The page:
Kent JC, Mitoulas L, Cox DB, Owens RA, Hartmann PE. Breast volume and milk production during extended lactation in women. Exp Physiol. 1999 Mar;84(2):435-47.

Persson V, Greiner T, Islam S, and Gebre-Medhin M. The Helen Keller international food-frequency method underestimates vitamin A intake where sustained breastfeeding is common. Food and Nutrition Bulletin, vol.19 no.4. Tokyo, Japan: United Nations University Press, 1998.

Cox DB, Owens RA, Hartmann PE. Blood and milk prolactin and the rate of milk synthesis in women. Exp Physiol. 1996 Nov;81(6):1007-20.

Dewey KG, Heinig MJ, Nommsen LA, Lonnerdal B. Maternal versus infant factors related to breast milk intake and residual milk volume: the DARLING study. Pediatrics. 1991 Jun;87(6):829-37.

Neville MC, et al. Studies in human lactation: milk volumes in lactating women during the onset of lactation and full lactation. Am J Clin Nutr. 1988 Dec;48(6):1375-86.

Dewey KG, Finley DA, Lonnerdal B. Breast milk volume and composition during late lactation (7-20 months). J Pediatr Gastroenterol Nutr. 1984 Nov;3(5):713-20.

Butte NF, Garza C, Smith EO, Nichols BL. Human milk intake and growth in exclusively breast-fed infants. J Pediatr. 1984 Feb;104(2):187-95.

Dewey KG, Lonnerdal B. Milk and nutrient intake of breast-fed infants from 1 to 6 months: relation to growth and fatness. J Pediatr Gastroenterol Nutr. 1983;2(3):497-506.

Brown K, Black R, Robertson A, Akhtar N, Ahmed G, Becker S. Clinical and field studies of human lactation: methodological considerations. Am J Clin Nutr 1982;35:745-56.

Jelliffe D, Jelliffe E. The volume and composition of human milk in poorly nourished communities: a review. Am J Clin Nutr 1978;31:492-515.

Summary of Research Data
Baby’s Age Average Milk Intake per 24 hours Reference
g ml oz
5 days 498 129 g 483 ml 16 oz Neville 1988
1 mo 728 g 706 ml 24 oz Salazar 2000
1 mo 673 ml 23 oz Dewey 1983
1 mo 708 54.7 g 687 ml 23 oz Cox 1996
1-6 mo 453.6201 g per breast 440 ml x2 = 880 ml 30 oz Kent 1999
3 mo 818 g 793 ml 27 oz Dewey 1991
3-5 mo 753 89 g 730 ml 25 oz Neville 1988
6 mo 896 ml 30 oz Dewey 1983
6 mo 742 79.4 g 720 ml 24 oz Cox 1996
7 mo 875 ml (93% of total energy intake) 30 oz Dewey 1984
11-16 mo 550 ml (50% of total energy intake) 19 oz Dewey 1984
11-16 mo 502 34 g 487 ml (32% of total energy intake) 16.5 oz Onyango 2002
12-17 mo 563 g 546 ml 18 oz Brown 1982
12-23 mo 548 g 532 ml 18 oz Persson 1998
15 mo 208.056.7 g per breast 202 ml x2 = 404 ml 14 oz Kent 1999
18-23 mo 501 g 486 ml 16 oz Brown 1982
>24 mo 368 g 357 ml 12 oz Brown 1982
24-36 mo 312 g 303 ml 10 oz Persson 1998
Specific Gravity of Mature Human Milk = 1.031, so Density of Mature Human Milk ~ 1.031 g/ml;1 oz = 29.6 ml;Numbers in gray were derived using the above conversion factors.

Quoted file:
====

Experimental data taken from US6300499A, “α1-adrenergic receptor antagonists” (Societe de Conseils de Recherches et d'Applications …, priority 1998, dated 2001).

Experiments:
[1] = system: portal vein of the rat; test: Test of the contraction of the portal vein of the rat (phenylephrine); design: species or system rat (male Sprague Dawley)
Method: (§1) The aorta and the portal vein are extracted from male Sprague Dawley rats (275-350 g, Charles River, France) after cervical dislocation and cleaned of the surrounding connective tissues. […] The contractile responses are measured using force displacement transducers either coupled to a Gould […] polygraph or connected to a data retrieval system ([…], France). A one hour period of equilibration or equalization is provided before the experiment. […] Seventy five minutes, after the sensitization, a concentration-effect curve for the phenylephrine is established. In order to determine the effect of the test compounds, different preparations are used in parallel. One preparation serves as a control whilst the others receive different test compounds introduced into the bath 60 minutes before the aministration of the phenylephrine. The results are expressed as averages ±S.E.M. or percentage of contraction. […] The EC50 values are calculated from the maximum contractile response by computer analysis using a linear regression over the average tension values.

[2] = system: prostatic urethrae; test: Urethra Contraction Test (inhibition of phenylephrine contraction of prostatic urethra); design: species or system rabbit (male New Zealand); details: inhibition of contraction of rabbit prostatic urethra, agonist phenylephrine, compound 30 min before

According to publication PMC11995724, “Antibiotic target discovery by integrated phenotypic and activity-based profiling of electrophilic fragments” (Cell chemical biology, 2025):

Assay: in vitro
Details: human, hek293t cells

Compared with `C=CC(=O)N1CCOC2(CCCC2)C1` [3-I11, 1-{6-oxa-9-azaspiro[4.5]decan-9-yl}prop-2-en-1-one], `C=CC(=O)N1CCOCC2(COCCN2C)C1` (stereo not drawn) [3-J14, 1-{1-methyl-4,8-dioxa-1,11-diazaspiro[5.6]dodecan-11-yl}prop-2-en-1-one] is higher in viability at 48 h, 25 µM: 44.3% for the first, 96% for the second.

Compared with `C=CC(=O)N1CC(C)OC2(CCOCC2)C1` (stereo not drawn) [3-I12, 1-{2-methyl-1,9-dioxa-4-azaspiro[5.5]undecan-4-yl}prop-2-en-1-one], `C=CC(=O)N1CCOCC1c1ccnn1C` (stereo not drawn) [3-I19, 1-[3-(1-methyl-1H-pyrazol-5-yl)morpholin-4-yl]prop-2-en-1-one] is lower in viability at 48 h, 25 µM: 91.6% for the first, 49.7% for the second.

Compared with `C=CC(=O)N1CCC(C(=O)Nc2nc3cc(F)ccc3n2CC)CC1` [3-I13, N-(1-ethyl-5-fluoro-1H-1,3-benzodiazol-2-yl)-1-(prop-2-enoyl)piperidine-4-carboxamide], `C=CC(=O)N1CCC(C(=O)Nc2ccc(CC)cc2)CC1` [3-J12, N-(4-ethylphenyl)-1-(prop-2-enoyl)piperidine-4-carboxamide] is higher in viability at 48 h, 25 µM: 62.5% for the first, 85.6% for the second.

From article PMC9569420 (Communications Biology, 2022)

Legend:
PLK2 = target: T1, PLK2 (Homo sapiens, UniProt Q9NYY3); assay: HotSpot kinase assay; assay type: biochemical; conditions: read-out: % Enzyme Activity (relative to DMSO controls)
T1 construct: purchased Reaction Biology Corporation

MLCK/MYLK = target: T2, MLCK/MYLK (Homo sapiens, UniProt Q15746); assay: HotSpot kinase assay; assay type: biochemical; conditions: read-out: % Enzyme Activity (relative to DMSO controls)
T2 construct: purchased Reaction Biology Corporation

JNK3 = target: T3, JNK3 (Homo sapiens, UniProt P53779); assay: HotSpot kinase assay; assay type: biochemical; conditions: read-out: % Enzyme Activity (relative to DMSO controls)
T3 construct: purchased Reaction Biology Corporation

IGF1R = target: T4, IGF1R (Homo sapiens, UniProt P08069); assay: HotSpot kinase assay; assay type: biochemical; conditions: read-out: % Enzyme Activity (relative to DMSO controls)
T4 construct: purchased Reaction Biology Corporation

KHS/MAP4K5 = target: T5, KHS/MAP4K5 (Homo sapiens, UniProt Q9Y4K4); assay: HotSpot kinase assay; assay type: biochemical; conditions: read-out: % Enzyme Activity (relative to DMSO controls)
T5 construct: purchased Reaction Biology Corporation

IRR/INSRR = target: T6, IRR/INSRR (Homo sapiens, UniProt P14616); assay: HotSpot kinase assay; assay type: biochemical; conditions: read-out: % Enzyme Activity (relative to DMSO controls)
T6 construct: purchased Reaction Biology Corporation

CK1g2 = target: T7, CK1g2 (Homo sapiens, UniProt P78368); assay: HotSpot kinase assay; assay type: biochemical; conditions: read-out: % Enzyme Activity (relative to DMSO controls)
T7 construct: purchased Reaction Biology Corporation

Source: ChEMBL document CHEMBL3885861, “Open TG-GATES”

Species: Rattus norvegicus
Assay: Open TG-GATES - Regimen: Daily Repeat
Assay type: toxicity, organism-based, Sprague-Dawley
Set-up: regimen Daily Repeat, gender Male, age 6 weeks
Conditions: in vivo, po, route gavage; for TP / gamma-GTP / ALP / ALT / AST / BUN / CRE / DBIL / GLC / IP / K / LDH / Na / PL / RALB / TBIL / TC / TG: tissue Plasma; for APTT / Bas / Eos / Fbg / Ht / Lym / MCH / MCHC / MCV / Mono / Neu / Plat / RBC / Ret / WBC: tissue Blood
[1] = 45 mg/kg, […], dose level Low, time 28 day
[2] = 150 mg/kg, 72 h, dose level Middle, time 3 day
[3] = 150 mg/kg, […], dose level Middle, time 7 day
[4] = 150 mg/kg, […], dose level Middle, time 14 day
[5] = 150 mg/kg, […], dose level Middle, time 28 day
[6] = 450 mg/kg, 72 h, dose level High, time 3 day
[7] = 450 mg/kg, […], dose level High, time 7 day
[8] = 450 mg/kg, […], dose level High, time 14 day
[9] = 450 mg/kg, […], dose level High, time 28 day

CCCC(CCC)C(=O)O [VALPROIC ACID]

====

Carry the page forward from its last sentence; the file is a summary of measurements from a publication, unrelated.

by Gold Member on Oct. 24, 2012 at 10:32 AM
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One of the frequently asked questions of breastfeeding is “How much milk should I leave my baby while we are separated?”

The answers that I’ve seen vary. The answer that I subscribe to is “The One Ounce Per Hour Rule”.  (Which could be better described as the 1-1.25oz/hour rule).

The one ounce per hour rule is based on the average daily requirements of a breastfed infant who will take in 25oz/day of milk. (This does not vary much between one and six months). While amounts might be more or less during exclusive pumping / bottle feeding, the “One Ounce Per Hour” rule is considered the standard for shorter periods of mother and infant separation.

This method is the “breastfeeding friendly” method that is most likely to lead to longer term breastfeeding success. Other methods that allow on-demand feeding from bottles or that follow amount guidelines for formula fed babies often lead to supply decrease and early weaning or supplementation of non-human milk.

I’ve heard a lot of moms say that they are anxious about the one-ounce-per-hour rule of feeding a breastfed infant while separated from mom. I understand it. I was anxious as a new mom, too, and wanted to leave MORE than my baby needed because it hurt to leave him and I wanted to make sure he would be happy and satisfied while I was away.

The thing is.. It’s not starving your baby and it’s not letting your baby go hungry. It’s something your baby is already used to. The supply in your breasts is not static. It goes up and down across the day. Your baby is already used to this.